A Parrot, Amazon's Echo, and Two Murder Cases

Crime SceneSome unusual witnesses may be appearing in murder cases these days — including a "filthy mouthed" parrot and a robot butler.

As the Daily Mail reports, Michigan woman Glenna Duram, 45, is charged with first-degree murder in the death of her husband in May of 2015.

After her husband was shot, she allegedly turned the gun on herself but survived.  She spent months in the hospital recovering.

The only witness was the couple's African grey parrot, Bud. Weeks after the husband's death, his family recorded the bird saying what they believed were the husband's last words: "Don't f-ing shoot!"

Glenna Duram told police that she didn't remember what happened the day her husband died, but said that she didn't kill him.

Police said they found three suicide notes she had left in the house.

The prosecutor said he hasn't ruled out putting the parrot on the witness stand.

Do I hear an Echo?

In another murder case, as the New York Times reports, detectives investigating a murder in Arkansas are seeking access to audio recordings that may have been made by an Amazon Echo device at the scene of the crime.

Victor Collins was found dead in November, 2015, in a hot tub at the home of James Bates.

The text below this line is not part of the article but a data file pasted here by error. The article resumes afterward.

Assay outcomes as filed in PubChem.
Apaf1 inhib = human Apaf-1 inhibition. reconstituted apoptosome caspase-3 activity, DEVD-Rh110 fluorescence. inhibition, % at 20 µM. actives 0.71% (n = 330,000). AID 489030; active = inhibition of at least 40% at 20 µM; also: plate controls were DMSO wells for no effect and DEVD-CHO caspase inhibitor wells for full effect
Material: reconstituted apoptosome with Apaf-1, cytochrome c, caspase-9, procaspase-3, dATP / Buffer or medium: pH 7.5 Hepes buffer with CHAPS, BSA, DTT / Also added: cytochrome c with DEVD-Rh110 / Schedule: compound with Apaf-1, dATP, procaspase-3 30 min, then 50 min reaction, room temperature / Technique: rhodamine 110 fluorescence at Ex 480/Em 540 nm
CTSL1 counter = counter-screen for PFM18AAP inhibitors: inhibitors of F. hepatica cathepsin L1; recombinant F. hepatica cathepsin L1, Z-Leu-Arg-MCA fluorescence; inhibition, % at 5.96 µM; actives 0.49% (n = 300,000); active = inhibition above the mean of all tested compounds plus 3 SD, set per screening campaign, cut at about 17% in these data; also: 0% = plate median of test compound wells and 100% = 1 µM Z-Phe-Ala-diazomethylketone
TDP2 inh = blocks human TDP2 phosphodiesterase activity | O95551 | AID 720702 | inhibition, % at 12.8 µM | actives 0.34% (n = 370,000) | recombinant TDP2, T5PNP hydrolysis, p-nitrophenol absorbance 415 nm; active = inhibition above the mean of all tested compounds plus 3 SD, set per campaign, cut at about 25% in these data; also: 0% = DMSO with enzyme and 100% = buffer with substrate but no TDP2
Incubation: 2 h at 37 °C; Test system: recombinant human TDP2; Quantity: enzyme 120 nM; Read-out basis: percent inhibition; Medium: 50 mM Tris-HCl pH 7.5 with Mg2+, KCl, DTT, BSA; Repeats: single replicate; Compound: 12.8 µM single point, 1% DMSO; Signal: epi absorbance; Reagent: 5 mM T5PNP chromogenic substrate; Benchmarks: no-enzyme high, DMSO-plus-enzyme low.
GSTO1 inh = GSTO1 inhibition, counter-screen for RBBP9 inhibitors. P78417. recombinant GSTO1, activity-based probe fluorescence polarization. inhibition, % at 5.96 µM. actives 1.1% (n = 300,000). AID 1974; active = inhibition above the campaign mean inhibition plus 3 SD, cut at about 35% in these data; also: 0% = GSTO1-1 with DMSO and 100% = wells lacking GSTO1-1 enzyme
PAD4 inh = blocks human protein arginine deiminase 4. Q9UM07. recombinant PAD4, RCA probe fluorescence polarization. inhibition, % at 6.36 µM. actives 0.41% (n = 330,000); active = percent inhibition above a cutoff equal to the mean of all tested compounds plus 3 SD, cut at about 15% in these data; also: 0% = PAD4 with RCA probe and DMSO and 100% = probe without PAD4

The home showed signs of a struggle, including blood spots and broken bottles. Bates was charged with murder.

In the kitchen of the home was an Amazon Echo.

An Echo is a tubular device that can play music, serve as a speakerphone, read audiobooks, control lights and thermostats, check the weather, traffic, and sports scores, and perform various other functions.

The Echo is voice-activated, has seven microphones, and can hear users up to 20 feet away.

The Echo uses a "wake word" and records only what is said after it's been activated. Once it's activated, it streams what it records to the Cloud. The audio is then stored by Amazon until a customer deletes it.

The police have sought from Amazon "electronic data in the form of audio recordings, transcribed words, text records and other data" that the Echo may have captured.

Amazon has said that it "objects to overbroad or otherwise inappropriate demands."

The Internet of Things

Marc Rotenberg, president of the Electronic Privacy Information Center, told the Times that there should be a "clear legal standard that governs law enforcement access" to the "internet of things."

The "internet of things," (IoT) according to Forbes,

is the concept of basically connecting any device with an on and off switch to the Internet (and/or to each other). This includes everything from cellphones, coffee makers, washing machines, headphones, lamps, wearable devices and almost anything else you can think of.  This also applies to components of machines, for example a jet engine of an airplane or the drill of an oil rig.

According to the Gartner research firm, by the year 2020 over 26 BILLION devices will be connected to the internet of things.

Others say the number will be 100 billion.

According to an expert quoted in the Times, "The lack of clear-cut legislation over who is legally entitled to the data from such devices means these kinds of cases will continue to surface."

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